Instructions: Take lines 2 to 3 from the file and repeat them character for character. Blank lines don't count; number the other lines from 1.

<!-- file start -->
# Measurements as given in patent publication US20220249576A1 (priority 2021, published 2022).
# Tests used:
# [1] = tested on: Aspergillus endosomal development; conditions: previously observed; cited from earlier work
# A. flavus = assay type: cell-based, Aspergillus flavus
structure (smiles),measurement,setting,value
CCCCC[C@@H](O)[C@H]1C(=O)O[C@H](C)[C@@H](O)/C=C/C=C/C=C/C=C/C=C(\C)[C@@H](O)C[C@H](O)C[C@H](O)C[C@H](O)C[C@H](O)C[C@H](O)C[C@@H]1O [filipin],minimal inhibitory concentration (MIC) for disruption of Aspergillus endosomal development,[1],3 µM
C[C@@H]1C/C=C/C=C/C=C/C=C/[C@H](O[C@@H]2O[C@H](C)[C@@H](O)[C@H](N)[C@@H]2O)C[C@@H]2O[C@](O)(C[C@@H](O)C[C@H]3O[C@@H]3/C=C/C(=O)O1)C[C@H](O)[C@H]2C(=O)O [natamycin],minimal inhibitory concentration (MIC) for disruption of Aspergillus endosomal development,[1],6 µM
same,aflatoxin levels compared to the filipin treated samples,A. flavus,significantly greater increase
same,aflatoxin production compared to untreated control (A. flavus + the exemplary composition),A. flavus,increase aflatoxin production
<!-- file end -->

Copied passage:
# Tests used:
# [1] = tested on: Aspergillus endosomal development; conditions: previously observed; cited from earlier work